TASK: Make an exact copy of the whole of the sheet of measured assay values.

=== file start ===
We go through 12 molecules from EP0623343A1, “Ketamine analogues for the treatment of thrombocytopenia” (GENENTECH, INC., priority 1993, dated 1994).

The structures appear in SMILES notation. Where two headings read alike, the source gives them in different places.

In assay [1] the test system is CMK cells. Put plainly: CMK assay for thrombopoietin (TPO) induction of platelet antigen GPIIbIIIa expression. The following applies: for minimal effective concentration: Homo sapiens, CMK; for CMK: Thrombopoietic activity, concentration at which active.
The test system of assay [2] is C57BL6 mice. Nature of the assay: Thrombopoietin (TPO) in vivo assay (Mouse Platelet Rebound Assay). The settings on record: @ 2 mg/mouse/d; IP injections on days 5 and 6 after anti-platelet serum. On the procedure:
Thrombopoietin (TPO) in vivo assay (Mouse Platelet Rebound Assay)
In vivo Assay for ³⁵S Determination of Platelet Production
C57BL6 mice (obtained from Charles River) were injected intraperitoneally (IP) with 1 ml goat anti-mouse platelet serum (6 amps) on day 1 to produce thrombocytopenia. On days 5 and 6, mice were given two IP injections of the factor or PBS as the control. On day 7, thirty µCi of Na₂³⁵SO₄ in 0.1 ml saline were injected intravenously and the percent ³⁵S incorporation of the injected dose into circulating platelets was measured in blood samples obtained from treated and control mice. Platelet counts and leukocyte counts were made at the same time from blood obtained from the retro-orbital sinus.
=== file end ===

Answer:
We go through 12 molecules from EP0623343A1, “Ketamine analogues for the treatment of thrombocytopenia” (GENENTECH, INC., priority 1993, dated 1994).

The structures appear in SMILES notation. Where two headings read alike, the source gives them in different places.

In assay [1] the test system is CMK cells. Put plainly: CMK assay for thrombopoietin (TPO) induction of platelet antigen GPIIbIIIa expression. The following applies: for minimal effective concentration: Homo sapiens, CMK; for CMK: Thrombopoietic activity, concentration at which active.
The test system of assay [2] is C57BL6 mice. Nature of the assay: Thrombopoietin (TPO) in vivo assay (Mouse Platelet Rebound Assay). The settings on record: @ 2 mg/mouse/d; IP injections on days 5 and 6 after anti-platelet serum. On the procedure:
Thrombopoietin (TPO) in vivo assay (Mouse Platelet Rebound Assay)
In vivo Assay for ³⁵S Determination of Platelet Production
C57BL6 mice (obtained from Charles River) were injected intraperitoneally (IP) with 1 ml goat anti-mouse platelet serum (6 amps) on day 1 to produce thrombocytopenia. On days 5 and 6, mice were given two IP injections of the factor or PBS as the control. On day 7, thirty µCi of Na₂³⁵SO₄ in 0.1 ml saline were injected intravenously and the percent ³⁵S incorporation of the injected dose into circulating platelets was measured in blood samples obtained from treated and control mice. Platelet counts and leukocyte counts were made at the same time from blood obtained from the retro-orbital sinus.